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Driver's License Changes

Proposed driver's license changes

A common piece of identification is a driver's license.  Beneficial additions should be made to the drivers's license that could save lives:

1. Indicate license holder's blood type.  This would aid in a worse case scenario of minimizing shock and aiding the medical community.

2. Indicate any severe allergies or medicines taken regularly.  Examples of this are allergies to drugs like penicillin or being on blood thinners.  This information would help clarify treatment protocols. 

I implore our local representatives to the state house and senate to submit this as proposed legislation.  This information must be voluntary.  The current Massachusetts license has a spot indicating if you are an organ donor in the lower right.  There is no reason, within reasonable software costs, similar spots couldn't be used to indicate the proposed information.

Given recent news about 'data mining', concerns about identification on the driver's license being abused is moot, since the horse has left the barn when the barn door were left open. 

Remember the Commonwealth will not inform you if your license is approaching the renewal date.  Check your license.  Also, get a state issued license number in lieu of your Social Security number.  

As a final note, for those of us who remember where we were when we heard JFK was assassinated, which will generate print space as we approach the 50th 'anniversary',  we can only laugh at the privacy concerns as our issued Social Security cards indicate 'Not for Identification' and the same number is used for Medicare accounts.  If Congress was serious about privacy issues, it would take immediate action on the number used to identify Medicare accounts.

This post is contributed by a community member. The views expressed in this blog are those of the author and do not necessarily reflect those of Patch Media Corporation. Everyone is welcome to submit a post to Patch. If you'd like to post a blog, go here to get started.

Jim Stratton June 23, 2013 at 06:05 PM
How would the Registry be able to determine/confirm that data with any degree of certainty?
Paul Tress June 23, 2013 at 07:13 PM
Good point. For example, suppose someone has indicated a wrong blood type and there are medical consequences. Who is liable? I'm not a lawyer so I have no idea. I wonder what occurs if someone currently indicates they are an organ donor but it is against their family wishes or inconsistent with a living will or similar document?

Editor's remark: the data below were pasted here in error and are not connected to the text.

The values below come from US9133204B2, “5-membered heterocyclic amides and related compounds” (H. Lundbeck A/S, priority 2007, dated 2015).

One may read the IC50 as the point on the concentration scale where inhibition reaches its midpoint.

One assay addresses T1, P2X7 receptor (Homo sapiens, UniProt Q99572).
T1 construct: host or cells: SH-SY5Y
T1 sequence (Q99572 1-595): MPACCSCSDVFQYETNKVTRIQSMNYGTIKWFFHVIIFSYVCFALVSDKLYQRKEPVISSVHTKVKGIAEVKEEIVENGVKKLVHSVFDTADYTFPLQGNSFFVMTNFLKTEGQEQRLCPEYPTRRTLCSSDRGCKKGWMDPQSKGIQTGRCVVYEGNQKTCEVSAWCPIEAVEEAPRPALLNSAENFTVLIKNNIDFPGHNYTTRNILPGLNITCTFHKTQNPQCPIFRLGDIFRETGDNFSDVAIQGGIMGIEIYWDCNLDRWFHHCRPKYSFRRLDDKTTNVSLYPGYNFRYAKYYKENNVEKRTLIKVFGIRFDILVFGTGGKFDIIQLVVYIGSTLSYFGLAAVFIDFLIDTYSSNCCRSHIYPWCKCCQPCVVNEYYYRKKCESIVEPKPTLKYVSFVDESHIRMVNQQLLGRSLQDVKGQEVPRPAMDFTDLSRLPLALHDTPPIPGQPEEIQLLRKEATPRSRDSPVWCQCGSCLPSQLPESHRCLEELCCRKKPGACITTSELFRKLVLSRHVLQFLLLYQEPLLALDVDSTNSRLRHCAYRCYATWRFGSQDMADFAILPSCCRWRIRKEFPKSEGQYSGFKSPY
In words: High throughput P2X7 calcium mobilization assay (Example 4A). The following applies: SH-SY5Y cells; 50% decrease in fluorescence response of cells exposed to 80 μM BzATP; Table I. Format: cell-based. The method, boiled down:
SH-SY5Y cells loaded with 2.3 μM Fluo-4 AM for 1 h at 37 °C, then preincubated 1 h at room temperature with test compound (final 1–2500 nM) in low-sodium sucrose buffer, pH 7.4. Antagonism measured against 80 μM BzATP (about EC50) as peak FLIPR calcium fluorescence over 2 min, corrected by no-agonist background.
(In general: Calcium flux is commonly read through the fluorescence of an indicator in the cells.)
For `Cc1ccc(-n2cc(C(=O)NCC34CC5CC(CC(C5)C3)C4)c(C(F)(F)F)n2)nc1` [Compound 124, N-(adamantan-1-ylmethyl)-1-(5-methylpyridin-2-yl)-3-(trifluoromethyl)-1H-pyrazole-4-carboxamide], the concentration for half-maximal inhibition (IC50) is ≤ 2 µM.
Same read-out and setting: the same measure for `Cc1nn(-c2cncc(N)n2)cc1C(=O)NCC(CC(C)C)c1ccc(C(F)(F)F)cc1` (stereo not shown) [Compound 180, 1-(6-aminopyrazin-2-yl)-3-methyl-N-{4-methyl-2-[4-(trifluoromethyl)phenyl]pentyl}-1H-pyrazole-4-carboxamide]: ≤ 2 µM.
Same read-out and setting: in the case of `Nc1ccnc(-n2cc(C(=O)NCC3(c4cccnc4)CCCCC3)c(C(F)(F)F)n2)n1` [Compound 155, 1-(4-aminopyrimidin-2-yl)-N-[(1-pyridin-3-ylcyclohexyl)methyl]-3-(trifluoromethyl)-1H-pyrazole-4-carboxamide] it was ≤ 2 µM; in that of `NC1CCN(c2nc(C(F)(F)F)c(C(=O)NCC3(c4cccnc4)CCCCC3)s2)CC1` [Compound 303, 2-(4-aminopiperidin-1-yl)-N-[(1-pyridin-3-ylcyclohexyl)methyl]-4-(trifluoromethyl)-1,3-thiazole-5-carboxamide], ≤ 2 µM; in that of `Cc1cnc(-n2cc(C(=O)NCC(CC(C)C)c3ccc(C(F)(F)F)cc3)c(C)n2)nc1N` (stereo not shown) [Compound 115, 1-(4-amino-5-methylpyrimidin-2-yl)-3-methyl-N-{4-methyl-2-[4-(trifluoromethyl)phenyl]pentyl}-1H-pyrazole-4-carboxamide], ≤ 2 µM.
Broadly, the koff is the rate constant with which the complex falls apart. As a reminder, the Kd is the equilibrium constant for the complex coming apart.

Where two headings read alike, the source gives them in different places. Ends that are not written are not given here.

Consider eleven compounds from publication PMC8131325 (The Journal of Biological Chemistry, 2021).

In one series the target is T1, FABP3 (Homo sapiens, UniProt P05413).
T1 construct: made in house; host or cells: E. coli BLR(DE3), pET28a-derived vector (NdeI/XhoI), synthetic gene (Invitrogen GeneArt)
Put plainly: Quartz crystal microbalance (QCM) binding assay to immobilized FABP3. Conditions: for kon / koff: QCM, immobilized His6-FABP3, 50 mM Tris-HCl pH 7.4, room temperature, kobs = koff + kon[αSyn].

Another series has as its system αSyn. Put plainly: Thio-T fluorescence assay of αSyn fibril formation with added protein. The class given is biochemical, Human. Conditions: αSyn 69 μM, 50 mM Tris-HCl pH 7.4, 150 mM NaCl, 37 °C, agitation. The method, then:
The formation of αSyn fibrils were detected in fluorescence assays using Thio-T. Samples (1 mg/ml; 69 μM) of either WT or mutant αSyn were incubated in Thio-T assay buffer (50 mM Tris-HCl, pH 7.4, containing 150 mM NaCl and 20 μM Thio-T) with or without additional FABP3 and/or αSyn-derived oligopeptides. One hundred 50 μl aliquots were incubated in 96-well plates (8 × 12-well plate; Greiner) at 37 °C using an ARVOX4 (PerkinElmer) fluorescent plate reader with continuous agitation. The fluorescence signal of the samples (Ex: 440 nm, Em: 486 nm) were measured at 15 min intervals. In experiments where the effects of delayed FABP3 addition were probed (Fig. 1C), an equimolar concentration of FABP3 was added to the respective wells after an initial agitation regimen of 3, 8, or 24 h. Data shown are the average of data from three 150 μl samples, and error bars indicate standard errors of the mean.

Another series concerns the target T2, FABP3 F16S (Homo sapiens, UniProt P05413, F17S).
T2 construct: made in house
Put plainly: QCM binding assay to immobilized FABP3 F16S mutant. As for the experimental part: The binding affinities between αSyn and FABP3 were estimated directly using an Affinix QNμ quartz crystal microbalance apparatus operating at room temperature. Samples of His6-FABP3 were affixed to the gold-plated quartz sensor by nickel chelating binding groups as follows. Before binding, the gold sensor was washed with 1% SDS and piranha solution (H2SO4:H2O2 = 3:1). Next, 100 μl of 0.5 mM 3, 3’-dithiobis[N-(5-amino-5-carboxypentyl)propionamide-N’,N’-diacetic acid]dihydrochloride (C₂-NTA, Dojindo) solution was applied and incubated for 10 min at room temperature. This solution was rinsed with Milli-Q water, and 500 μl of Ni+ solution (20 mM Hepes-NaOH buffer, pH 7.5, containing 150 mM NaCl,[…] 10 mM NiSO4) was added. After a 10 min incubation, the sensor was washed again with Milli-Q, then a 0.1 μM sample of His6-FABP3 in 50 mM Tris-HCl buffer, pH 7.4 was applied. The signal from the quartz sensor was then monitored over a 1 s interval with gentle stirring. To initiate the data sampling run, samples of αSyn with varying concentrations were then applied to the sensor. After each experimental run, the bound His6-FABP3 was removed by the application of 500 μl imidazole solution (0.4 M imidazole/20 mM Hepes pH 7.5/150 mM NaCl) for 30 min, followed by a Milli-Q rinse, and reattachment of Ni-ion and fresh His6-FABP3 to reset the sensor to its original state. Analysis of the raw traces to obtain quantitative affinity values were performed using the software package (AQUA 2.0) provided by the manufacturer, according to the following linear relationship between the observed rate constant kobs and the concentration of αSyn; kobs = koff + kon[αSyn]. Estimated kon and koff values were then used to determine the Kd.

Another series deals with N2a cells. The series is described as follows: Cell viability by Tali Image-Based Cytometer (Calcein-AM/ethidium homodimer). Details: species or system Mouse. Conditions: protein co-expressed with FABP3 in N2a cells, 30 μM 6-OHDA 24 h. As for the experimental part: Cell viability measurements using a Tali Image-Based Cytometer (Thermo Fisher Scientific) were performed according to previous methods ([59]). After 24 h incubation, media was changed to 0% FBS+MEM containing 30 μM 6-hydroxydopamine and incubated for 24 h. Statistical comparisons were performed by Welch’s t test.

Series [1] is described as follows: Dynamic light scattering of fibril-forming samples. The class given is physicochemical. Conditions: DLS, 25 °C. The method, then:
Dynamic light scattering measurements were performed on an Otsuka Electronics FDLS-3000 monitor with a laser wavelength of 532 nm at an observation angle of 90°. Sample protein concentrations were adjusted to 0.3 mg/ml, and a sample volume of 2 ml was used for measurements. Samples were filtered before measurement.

Virginia Chadbourne June 24, 2013 at 05:53 PM
I don't want my medical information printed on my license - nor my child's, or my senior parents - for any and all to see. My license is used for identification everywhere - the grocery clerk doesn't need to know about my medications, and my blood type is none of the TSA's business - not to mention the crook who finds it when I lose it, who might want to steal a prescription. Too many people love to exploit weaknesses in others, especially seniors and young adults just starting out in the world. However, there are a couple of options for people who need to display important information like blood thinners. 1) put a white label on your license with the data - there is room on the back where the registry would put your address change sticker 2) Put the data on a card in your wallet and keep it with your license - EMTs DO look for that 3) there are nifty little data devices at the drugstore near the Medic-Alert displays, that are essentially USB data drives made into bracelets with the medical alert symbol on them. They come with a standard medical record format to fill in, and EMTs and Emergency Room staff know about them. Medical caregivers can plug them into their computers (yes, even in the ambulance) and get the information they need to take care of you.
Virginia Chadbourne June 24, 2013 at 05:55 PM
Paul, wishes like organ donation should be discussed before we die. The living will always win out when the dead are no longer able to speak for themselves, especially if you signed a medical power of attorney.
Virginia Chadbourne June 24, 2013 at 05:56 PM
No thanks on putting my medical info on a public document like a drivers license. I have a wallet card - and when I need more, there are bracelets with electronic medical records you can wear. Those can't be read by every TSA agent and grocery clerk...
Paul Tress June 24, 2013 at 06:43 PM
I agree organ donations should be discussed. In general, I am surprised at the number of people who don't have designated power of attorney and living wills, let alone the number of people who have children and don't have a general will. As for your identification comment, I agree, and this is the reason it should be voluntary and not compulsory on a license.
Paul Tress June 25, 2013 at 03:51 PM
Thanks for indicating the options to make this information available. I was not aware that EMTs look for such information and the USB devices.
Virginia Chadbourne June 25, 2013 at 05:20 PM
Sorry about the repetition - Patch said my first comment was rejected - I assumed because it was too long (I do get wordy...) so I re-entered the important stuff in a more brief form.
Paul Tress June 25, 2013 at 06:04 PM
No problem. Thanks for the comments.
Anna Bucciarelli October 13, 2013 at 12:00 PM
Blood type, maybe OK ... allergies too. Medications? I'm not sure. But like Virginia, I have that all recorded on a card I carry in my wallet and hope that if the need arises it will serve. BTW, Paul and others, we will again (thank the Lord) be advised via mail when our licenses are due to expire. Guess it caused so many to forgo renewing on time (ME), it was decided by Maryann Caprillian to reinstitute the mail advisory.

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